3 April 2018
Australian tax obligations affecting employers are always changing. This update addresses changes to legislation and case law developments affecting employers – including payroll tax, fringe benefits tax, income tax, superannuation and pay-as-you-go withholding – as well as the ATO’s interpretation of those laws and regulations from the last 3 months (January to March 2018).
WA looking for labour hire contract scams
Media release of 10 January 2018
WA said they were actively auditing labour hire agency contracts, and had seen scams where agencies were not passing on payments of payroll tax from employers to the State Revenue Office.
Fringe benefits tax (FBT)
After-school care at primary school is FBT exempt for teachers
ATO Interpretative Decision ATO ID 2001/309 (12 March 2018)
The ATO affirmed its decision that after-school care at primary school for children of employees is exempt from FBT under the onsite child care facility exemption.
To qualify, the child care needs to be on premises of the employer. The care could be at a different school from which the teacher works if the employer at both schools is the same. That might be particularly useful for employees of State education departments that have many schools.
An inbound expatriate has been unsuccessful in gaining tax exemption for accrued foreign earnings received only after relocating. An employee lost the whole of his work travel expense claim after fractionally exceeding the ATO reasonable limit. The ATO ruled that dividend equivalent payments under share plans may be double taxed to the employee and plan trustee that holds the shares.
Temporary resident taxed on income received for previous foreign service
De Figueiredo and Commissioner of Taxation  AATA 62 (23 January 2018)
Deferred bonuses and accrued leave entitlements paid to expatriate employees before they relocate to Australia are not taxable.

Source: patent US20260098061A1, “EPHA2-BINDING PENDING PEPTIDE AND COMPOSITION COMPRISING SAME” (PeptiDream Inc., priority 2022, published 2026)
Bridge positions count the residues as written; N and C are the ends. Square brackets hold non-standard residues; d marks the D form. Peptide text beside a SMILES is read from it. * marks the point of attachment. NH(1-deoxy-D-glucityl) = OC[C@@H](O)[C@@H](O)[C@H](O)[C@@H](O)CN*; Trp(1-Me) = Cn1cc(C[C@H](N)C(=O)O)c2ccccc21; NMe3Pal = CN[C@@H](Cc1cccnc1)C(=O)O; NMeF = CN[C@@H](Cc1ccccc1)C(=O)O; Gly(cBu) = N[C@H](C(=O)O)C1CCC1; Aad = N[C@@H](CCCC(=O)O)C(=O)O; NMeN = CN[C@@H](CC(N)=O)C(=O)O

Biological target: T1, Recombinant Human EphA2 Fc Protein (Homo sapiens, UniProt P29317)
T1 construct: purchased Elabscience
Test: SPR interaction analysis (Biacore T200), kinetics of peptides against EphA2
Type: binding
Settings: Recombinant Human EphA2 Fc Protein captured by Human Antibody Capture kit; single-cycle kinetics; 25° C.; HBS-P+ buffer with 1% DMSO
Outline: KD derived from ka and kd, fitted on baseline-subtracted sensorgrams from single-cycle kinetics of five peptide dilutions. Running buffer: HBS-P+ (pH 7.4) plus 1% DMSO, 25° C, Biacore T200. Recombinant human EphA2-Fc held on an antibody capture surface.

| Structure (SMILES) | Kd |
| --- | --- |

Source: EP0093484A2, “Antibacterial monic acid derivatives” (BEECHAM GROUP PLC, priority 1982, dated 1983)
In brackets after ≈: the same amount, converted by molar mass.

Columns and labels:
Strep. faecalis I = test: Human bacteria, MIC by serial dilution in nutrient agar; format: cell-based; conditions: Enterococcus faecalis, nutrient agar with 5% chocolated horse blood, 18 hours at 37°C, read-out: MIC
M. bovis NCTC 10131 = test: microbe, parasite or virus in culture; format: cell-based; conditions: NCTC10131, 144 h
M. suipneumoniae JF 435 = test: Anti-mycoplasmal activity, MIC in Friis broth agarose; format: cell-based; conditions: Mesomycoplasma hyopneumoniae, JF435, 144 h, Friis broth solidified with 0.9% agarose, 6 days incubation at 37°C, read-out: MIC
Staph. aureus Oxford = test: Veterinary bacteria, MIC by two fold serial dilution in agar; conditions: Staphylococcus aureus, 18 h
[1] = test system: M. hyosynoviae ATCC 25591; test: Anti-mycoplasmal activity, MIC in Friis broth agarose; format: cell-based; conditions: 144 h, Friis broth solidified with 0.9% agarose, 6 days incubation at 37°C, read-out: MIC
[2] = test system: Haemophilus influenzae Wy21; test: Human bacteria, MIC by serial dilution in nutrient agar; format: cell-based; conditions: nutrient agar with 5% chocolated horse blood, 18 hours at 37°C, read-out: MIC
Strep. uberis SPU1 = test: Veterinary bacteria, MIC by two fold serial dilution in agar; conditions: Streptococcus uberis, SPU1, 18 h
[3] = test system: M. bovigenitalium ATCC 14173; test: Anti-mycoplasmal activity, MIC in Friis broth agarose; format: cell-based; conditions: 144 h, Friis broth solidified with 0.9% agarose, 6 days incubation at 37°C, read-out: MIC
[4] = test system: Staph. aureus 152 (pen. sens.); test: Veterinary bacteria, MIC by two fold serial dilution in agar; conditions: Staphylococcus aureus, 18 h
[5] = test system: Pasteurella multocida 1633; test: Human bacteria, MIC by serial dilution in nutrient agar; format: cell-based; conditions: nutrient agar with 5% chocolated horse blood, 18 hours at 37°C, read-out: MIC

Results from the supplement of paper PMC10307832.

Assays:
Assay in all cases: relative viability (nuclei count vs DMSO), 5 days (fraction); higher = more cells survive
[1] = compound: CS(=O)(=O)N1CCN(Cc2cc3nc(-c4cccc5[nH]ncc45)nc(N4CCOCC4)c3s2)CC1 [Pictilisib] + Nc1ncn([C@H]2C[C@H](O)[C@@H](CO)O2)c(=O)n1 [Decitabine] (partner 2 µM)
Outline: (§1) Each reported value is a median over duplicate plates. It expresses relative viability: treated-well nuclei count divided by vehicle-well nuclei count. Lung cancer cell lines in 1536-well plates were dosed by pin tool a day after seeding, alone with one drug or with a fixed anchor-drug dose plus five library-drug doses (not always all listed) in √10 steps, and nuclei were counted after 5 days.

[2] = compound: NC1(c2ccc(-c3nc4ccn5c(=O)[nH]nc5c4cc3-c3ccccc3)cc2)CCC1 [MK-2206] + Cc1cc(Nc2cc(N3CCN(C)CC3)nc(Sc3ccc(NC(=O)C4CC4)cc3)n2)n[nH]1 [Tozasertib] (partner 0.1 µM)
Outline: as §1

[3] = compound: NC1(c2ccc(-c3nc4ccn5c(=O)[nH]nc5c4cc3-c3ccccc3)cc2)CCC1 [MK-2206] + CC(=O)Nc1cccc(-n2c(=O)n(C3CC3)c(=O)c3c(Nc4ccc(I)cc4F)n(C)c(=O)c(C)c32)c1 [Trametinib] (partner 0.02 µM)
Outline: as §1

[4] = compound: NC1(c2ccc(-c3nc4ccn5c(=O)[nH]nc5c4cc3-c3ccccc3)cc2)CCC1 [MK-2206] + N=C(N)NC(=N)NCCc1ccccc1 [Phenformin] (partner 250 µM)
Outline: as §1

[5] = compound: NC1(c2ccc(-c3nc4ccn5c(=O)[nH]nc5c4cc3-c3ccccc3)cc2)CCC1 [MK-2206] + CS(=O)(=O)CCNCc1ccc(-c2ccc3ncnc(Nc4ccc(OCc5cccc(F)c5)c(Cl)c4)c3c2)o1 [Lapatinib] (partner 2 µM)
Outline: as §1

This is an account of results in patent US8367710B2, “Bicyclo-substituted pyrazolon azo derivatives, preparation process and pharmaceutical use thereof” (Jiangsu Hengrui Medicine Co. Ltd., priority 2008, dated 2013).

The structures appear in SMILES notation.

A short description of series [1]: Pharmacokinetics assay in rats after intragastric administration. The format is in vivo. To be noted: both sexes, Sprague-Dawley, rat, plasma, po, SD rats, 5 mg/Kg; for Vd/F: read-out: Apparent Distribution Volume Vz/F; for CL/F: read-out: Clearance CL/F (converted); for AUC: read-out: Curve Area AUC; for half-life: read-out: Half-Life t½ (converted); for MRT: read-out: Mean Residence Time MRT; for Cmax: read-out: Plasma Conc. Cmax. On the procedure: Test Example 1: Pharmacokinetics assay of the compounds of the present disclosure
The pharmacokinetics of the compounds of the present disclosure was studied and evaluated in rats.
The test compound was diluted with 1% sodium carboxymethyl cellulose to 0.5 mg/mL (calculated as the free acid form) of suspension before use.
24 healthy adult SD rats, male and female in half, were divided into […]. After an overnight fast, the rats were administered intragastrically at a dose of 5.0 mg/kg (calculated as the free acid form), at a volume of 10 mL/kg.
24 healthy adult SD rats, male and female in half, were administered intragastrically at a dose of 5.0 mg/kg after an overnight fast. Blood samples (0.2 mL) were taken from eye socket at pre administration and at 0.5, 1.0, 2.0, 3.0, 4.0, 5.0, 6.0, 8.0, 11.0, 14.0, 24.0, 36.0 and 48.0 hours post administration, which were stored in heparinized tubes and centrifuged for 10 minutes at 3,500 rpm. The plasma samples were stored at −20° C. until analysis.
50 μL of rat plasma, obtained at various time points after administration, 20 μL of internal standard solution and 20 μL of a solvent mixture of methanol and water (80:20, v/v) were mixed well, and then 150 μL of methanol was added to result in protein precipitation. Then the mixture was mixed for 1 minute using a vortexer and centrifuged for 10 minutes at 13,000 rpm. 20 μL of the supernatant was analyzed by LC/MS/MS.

However, payment after relocation to Australia, whether in cash (as in the Blank case), or in kind (as in the De Figueiredo case), results in the full value being assessed as an employment emolument without regard to the extent to which the rights accrued from foreign service performed while a non-resident.
Both cases involved Glencore’s employee profit participation plan. Mr Blank had cashed his rights out under the plan upon retirement. Mr De Figueiredo exchanged his rights for shares in a new Glencore holding company.
Excess travel expense claim means full substantiation required
Tyl and Commissioner of Taxation  AATA 2850 (22 December 2017)
If deductions claimed for overnight work-related travel costs exceed reasonable limits set by the ATO, the whole claim must be substantiated with receipts or invoices, not just the excess.
A truck driver claimed fractionally more than the reasonable limit after miscalculating from his diary the number of nights he had spent away. He had not retained receipts or invoices to back his claim, so the whole deduction was denied and a 25% penalty imposed for lack of care.
Dividend equivalent payments double taxed
Taxation Determination TD 2017/26 (20 December 2018)
Employees with unvested shares are entitled under some employee share plans to be paid an amount by the plan trustee when the shares vest equal to the dividends that accrued on the shares during the vesting period. The ATO says the amount paid is assessable as employment income, even if the plan trustee held the unvested shares and had already paid tax on the actual dividends when received. The result is double tax.
If the trustee instead distributes the dividends to the employees concerned each year by 30 June year end, the trustee will not also be taxed.
Overseas aid manager’s income exempt, but not ADF sub-contractor’s overseas income
Defence contractors and aid workers continue to battle for tax exemption for their foreign earnings while on assignment under s.23AG:
Changes to statute now prevent any aid employees of an Australian government agency from claiming exemption.
Overtime and public holiday pay was held to be subject to Superannuation Guarantee (SG) under the terms of particular industrial instrument. Legislation is proposed to make it easier for the ATO to pursue unpaid SG and punish those responsible for defaults.
Superannuation owed on additional hours and public holiday work